Mirosław Wojciech Karpiński
Characteristics of roe deer (Capreolus capreolus) populations in selected field and forest hunting grounds of the Lublin Upland based on morphometric and genetic parameters
zeszyt 371, ss. 95
Roe deer (Capreolus capreolus) is currently the most abundant representative of the deer family (Cervidae) in Europe. Most of the European roe deer populations have been increasing in size, density and geographical coverage. Analyzing the species population dynamics, we can expect that the growing trend will be continued. This raises the need for rational and precise management of roe deer populations, considering the latest knowledge of this species ecology.
The aim of the study was to determine the diversity of the field and forest roe deer populations, based on morphometric parameters and selected genetic parameters, and to develop and demonstrate the usefulness of two basic morphometric indices, calculated on the basis of selected phenotypic traits.
The material consisted of 750 animals, including 507 bucks and 243 does collected during four hunting seasons: 2005/2006, 2006/2007, 2007/2008 and 2008/2009 in Zwierzyniec Forest District (the forest roe deer ecotype) and Mircze Forest District (the field roe deer ecotype). Zoometric measurements were made on carcasses. Apart from weight, chest measurements such as depth, girth, and width at three measurement points were taken, and the trunk length was evaluated. The chest capacity index and the body longitudinal dimension index were calculated in the study. An analysis of the variation was used to perform variance analysis of specific roe deer biometric parameters variability and to determine the significance of the differences between mean values. Evaluation of the genetic parameters was based on a system of eighteen microsatellite primers and an analysis of mitochondrial cytochrome b fragment. The following genetic parameters were calculated: polymorphism information content (PIC) value, heterozygosity, distance and similarity and the number of migrants in each generation.
The results of variance analysis determined the effect of gender, hunting location and age on the body indices. There was no significant difference between the chest capacity index of the forest and field roe deer ecotypes. The capacity index was significantly higher in does than in bucks. In the forest roe deer the chest capacity index was significantly higher in does than in bucks, but no such relationship was observed for the field ecotype. The hunting location significantly affected the longitudinal body dimension, which was markedly higher in the forest roe deer. Significant correlation was found between the animal gender and age. The reduction in body longitudinal dimension index with age was greater in females than in males. It was found that the average body weight was higher in animals from field hunting grounds than in those from forest areas. Apart from the indices, the other morphometric parameters were higher in the field roe deer. Our results show a maximum difference of 1.5 kg, and the results of other studies, carried out in Poland over the last few years, indicate that the field deer carcass was heavier than the forest one, even by more than 2.5 kg. The relationship between body weight and the chest capacity index is manifested by a general tendency towards more slender and deeper chest and increasing body weight. Determining the morphometric body indices of wild ruminants is justified, considering the possibility of using them as a simple and cheap method for individual selection. Selection with respect to only one feature, for example body weight, does not guarantee achieving the intended breeding purpose.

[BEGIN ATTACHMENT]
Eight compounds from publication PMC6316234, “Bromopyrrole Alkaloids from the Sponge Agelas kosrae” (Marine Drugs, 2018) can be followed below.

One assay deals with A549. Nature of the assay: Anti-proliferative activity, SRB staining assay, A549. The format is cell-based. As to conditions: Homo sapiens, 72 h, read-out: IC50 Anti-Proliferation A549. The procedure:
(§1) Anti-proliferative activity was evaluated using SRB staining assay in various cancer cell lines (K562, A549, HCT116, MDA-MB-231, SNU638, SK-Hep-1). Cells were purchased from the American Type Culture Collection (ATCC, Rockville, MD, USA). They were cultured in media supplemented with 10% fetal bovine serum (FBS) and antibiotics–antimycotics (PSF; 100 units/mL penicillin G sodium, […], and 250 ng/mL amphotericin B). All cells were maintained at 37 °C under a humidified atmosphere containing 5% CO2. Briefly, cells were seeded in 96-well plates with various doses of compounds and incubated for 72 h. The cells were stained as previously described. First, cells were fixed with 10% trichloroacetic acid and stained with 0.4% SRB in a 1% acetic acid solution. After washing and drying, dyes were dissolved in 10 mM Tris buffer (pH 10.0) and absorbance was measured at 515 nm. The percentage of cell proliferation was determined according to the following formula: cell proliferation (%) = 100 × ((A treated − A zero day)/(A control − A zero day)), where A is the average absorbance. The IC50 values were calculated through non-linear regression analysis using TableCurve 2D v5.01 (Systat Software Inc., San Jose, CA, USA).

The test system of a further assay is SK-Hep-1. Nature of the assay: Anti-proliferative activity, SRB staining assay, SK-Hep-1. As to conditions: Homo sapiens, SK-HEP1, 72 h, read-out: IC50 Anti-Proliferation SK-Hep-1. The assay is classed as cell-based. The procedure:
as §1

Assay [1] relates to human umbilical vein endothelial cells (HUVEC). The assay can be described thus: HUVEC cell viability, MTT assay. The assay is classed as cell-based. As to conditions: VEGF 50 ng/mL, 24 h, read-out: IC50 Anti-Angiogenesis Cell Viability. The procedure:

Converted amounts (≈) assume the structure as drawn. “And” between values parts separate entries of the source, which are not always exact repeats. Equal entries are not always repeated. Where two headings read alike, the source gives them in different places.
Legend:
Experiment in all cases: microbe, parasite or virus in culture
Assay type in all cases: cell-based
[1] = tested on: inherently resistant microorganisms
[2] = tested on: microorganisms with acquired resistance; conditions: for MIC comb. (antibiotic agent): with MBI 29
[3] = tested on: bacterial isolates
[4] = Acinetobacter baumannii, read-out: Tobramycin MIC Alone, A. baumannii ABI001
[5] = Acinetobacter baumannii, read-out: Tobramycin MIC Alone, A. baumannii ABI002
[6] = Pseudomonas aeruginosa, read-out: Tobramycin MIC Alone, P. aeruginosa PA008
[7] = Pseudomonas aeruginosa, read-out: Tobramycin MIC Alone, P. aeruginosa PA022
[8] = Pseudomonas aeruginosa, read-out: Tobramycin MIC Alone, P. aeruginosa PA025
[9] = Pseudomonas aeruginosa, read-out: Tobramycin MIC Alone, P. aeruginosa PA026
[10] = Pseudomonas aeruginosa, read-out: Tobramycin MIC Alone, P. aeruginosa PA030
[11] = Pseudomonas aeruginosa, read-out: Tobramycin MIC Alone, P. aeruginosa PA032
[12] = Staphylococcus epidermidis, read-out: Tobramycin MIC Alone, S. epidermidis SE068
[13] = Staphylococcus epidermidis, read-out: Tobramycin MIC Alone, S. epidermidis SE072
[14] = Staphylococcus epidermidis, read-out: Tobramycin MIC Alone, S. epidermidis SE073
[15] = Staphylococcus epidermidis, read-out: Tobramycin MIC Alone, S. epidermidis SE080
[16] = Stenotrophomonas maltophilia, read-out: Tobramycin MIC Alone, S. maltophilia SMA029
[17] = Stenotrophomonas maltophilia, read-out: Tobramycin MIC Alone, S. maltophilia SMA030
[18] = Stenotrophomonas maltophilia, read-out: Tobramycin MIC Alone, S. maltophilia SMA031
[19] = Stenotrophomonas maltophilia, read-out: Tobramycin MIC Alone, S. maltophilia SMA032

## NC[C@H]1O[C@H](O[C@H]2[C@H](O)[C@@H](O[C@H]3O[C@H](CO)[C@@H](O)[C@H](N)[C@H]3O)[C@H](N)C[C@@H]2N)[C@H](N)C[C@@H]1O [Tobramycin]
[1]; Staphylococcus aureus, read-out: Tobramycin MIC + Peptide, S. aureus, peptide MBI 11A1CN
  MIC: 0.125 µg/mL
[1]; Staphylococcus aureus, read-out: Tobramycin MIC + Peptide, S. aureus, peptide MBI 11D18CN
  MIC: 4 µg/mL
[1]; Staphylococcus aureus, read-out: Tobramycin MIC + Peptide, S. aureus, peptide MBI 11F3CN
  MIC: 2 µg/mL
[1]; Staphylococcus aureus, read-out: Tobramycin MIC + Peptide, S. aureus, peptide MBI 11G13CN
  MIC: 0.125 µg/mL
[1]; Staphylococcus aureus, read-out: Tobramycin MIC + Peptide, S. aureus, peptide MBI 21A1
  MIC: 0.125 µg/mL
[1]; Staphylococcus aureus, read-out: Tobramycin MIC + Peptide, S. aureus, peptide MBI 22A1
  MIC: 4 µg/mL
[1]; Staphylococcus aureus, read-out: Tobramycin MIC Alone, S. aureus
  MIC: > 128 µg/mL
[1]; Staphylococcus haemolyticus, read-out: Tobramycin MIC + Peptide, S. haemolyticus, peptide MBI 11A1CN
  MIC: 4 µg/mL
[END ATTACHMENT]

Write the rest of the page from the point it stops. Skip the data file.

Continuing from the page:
Microsatellite DNA analysis using 18 polymorphic markers allowed us to determine 65 alleles, including separate alleles typical for the field and forest roe deer populations. PIC and heterozygosity values were similar in both populations. The results of expected and observed heterozygosity, calculated on the basis of microsatellite polymorphism, were slightly lower or corresponding to the range reported in the literature.
There was a clear difference in the value of the FIS coefficient, which was positive in the forest roe deer and negative in the field roe deer. Negative FIS in the field ecotype suggests relatively small heterozygote majority in the population, while in the forest deer population it indicates a significant advantage of homozygotes in the gene pool (inbreeding effect). This may be due to an internal structure of the population (Wahlund effect) or genetic drift. This hypothesis is confirmed by a relatively small genetic distance DR (by Reynolds). The Nm coefficient suggests that the number of migrants was approximately 1 per every generation. Genetic similarity IN between the field and forest roe deer populations was relatively high, whereas the DN genetic distance was similar to that reported in the literature. MtDNA analysis of individuals from the forest and field ecotype treated as one population, revealed the presence of 18 haplotypes. High haplotype polymorphism and low nucleotide diversity indicate a large founding group in the studied roe deer population.
Carcass weight and body proportions expressed by the chest capacity index and the longitudinal body dimension index are clearly different in the field and forest deer populations. The morphometric diversity was confirmed by differences in the genetic parameters of both microsatellite and mitochondrial DNA. The results of morphological and genetic analysis show a clear distinction between the field and forest roe deer, but also confirm the spatial proximity of those two ecotypes.